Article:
The 4q subtelomere harboring the FSHD locus is specifically anchored with peripheral heterochromatin unlike most human telomeres.

Tam R, Smith KP, Lawrence JB - J. Cell Biol. (2004)

Positioning of 4q35 at the nuclear periphery resists perturbation. (A) Human 4q35 locus (green) in the foreign nucleoplasm of a mouse somatic cell hybrid. AT-rich mouse chromocenters (centromeres) are apparent by DAPI (blue). (B) The nuclear and nucleolar periphery are favored over mouse chromocenters as preferred sites for 4q35 localization (100 cells analyzed). (C) Quantitation of nuclear positions of translocated loci 4q35 and Xp21 (analysis of 150 cells per sample). As discussed by Kosak et al. (2002), 50% peripheral by two-dimensional analysis in freely rotated suspension cells corresponds to ∼95% peripheral localization in three-dimensional analysis. (D) Ideogram of the normal and the derivative chromosomes with the relative positions of the probes used in this work. (E) Normal female lymphocyte line and translocation cell line (F) with Xp21 marking the X chromosomes (red) and Xist RNA (green) identifying the inactive X. (G) Translocation cell line with Xp21 (red) on both X chromosomes and a 4q35 marker (green) identifying the derivative X. (H and I) Translocation cell line with 4q35 (green) on both chromosome 4s and D4Z4 (red) identifying the normal 4.
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Related In: Results  -  Collection

Show All Figures
getmorefigures.php?uid=PMC2172553&req=5

fig6: Positioning of 4q35 at the nuclear periphery resists perturbation. (A) Human 4q35 locus (green) in the foreign nucleoplasm of a mouse somatic cell hybrid. AT-rich mouse chromocenters (centromeres) are apparent by DAPI (blue). (B) The nuclear and nucleolar periphery are favored over mouse chromocenters as preferred sites for 4q35 localization (100 cells analyzed). (C) Quantitation of nuclear positions of translocated loci 4q35 and Xp21 (analysis of 150 cells per sample). As discussed by Kosak et al. (2002), 50% peripheral by two-dimensional analysis in freely rotated suspension cells corresponds to ∼95% peripheral localization in three-dimensional analysis. (D) Ideogram of the normal and the derivative chromosomes with the relative positions of the probes used in this work. (E) Normal female lymphocyte line and translocation cell line (F) with Xp21 marking the X chromosomes (red) and Xist RNA (green) identifying the inactive X. (G) Translocation cell line with Xp21 (red) on both X chromosomes and a 4q35 marker (green) identifying the derivative X. (H and I) Translocation cell line with 4q35 (green) on both chromosome 4s and D4Z4 (red) identifying the normal 4.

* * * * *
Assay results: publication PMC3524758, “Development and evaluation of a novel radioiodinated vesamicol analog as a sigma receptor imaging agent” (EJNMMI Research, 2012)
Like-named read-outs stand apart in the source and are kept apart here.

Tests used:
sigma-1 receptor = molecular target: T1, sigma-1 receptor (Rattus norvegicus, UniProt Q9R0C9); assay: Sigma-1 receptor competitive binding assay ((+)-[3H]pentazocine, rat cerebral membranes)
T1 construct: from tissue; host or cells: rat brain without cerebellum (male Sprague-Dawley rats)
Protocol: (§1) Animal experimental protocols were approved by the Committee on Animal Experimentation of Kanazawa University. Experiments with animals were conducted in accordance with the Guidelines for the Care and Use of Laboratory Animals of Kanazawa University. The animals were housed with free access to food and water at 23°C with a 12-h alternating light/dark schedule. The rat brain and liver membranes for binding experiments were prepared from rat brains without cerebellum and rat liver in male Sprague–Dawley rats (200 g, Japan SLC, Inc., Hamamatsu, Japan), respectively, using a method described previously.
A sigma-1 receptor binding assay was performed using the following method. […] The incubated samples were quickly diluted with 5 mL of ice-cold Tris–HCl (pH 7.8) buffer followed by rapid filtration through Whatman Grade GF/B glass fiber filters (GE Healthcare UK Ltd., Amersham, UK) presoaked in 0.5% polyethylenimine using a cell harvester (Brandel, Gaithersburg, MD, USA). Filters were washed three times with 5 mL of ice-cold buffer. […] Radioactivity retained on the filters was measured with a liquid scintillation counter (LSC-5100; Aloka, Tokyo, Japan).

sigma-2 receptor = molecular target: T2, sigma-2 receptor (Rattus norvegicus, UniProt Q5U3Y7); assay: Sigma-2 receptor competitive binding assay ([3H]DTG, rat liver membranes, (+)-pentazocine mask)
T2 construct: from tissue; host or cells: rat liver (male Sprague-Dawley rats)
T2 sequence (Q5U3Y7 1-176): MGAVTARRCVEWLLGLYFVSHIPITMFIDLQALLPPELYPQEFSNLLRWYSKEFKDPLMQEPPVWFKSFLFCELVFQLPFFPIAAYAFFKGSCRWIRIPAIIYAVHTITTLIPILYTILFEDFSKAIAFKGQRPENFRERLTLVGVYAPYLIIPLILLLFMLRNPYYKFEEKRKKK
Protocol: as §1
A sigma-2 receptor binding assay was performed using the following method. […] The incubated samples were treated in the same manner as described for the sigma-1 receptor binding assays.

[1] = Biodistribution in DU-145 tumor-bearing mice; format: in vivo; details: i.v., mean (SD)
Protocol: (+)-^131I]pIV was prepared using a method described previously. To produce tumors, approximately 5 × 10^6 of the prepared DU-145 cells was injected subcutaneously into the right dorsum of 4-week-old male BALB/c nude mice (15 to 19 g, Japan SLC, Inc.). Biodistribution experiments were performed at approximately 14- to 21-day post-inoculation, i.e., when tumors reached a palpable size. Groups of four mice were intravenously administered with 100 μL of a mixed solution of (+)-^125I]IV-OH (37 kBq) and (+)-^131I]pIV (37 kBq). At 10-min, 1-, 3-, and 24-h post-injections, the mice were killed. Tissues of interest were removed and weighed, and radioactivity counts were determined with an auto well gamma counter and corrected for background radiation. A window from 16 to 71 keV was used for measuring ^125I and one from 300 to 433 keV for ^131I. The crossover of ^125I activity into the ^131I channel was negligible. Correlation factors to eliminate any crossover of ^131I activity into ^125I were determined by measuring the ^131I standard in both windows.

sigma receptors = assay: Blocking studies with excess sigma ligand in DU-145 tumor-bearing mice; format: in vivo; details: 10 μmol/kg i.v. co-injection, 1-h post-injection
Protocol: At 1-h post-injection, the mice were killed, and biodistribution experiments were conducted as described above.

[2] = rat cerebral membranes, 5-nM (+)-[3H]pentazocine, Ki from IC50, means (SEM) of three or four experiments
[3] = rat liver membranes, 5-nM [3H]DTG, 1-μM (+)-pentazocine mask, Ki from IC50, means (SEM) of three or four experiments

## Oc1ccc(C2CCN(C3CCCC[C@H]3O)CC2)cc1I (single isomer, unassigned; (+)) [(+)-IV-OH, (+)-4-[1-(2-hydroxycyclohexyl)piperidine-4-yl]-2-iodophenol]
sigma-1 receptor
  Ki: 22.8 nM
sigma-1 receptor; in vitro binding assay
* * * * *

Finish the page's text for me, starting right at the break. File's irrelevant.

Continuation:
Mentions: We explored a fundamental question concerning the nature of the 4q35 localization: a full complement of D4Z4 repeats is not required for peripheral positioning, but is this positioning an inherent property of this telomere? Is this chromosomal region specifically “tethered” or confined indirectly by other constraints of nuclear organization? We investigated this in two ways. First, we determined whether or not 4q35 was similarly oriented in a mouse–human somatic cell hybrid line, carrying a full complement of mouse chromosomes but only human chromosome 4. As shown in Fig. 6 (A and B), even in this foreign environment, 4q35 remains predominantly peripheral (68–73%) and moderately nucleolar (19%); thus, close to ∼90% were with the heterochromatic compartment. Interestingly, 4q35 shows no preferential association with the chromocenters (Fig. 6 B), easily detectable in mouse due to the affinity of their AT-rich centromeres for DAPI (Fig. 6 A). These results indicate that information within 4q alone is likely sufficient for nuclear partitioning of 4q35.

Bottom Line: Studies of hybrid and translocation cell lines indicate this localization is inherent to the distal tip of 4q.However, consistent association of the pathogenic D4Z4 locus with the heterochromatic compartment supports a potential role in regulating the heterochromatic state and makes a telomere positioning effect more likely.Furthermore, D4Z4 repeats on other chromosomes also frequently organize with the heterochromatic compartment at the nuclear or nucleolar periphery, demonstrating a commonality among chromosomes harboring this subtelomere repeat family.

View Article: PubMed Central - PubMed

Affiliation: Department of Cell Biology, University of Massachusetts Medical School, Worcester, MA 01655, USA.

ABSTRACT
This paper investigates the nuclear localization of human telomeres and, specifically, the 4q35 subtelomere mutated in facioscapulohumeral dystrophy (FSHD). FSHD is a common muscular dystrophy that has been linked to contraction of D4Z4 tandem repeats, widely postulated to affect distant gene expression. Most human telomeres, such as 17q and 17p, avoid the nuclear periphery to reside within the internal, euchromatic compartment. In contrast, 4q35 localizes at the peripheral heterochromatin with 4p more internal, generating a reproducible chromosome orientation that we relate to gene expression profiles. Studies of hybrid and translocation cell lines indicate this localization is inherent to the distal tip of 4q. Investigation of heterozygous FSHD myoblasts demonstrated no significant displacement of the mutant allele from the nuclear periphery. However, consistent association of the pathogenic D4Z4 locus with the heterochromatic compartment supports a potential role in regulating the heterochromatic state and makes a telomere positioning effect more likely. Furthermore, D4Z4 repeats on other chromosomes also frequently organize with the heterochromatic compartment at the nuclear or nucleolar periphery, demonstrating a commonality among chromosomes harboring this subtelomere repeat family.

Show MeSH
Related in: MedlinePlus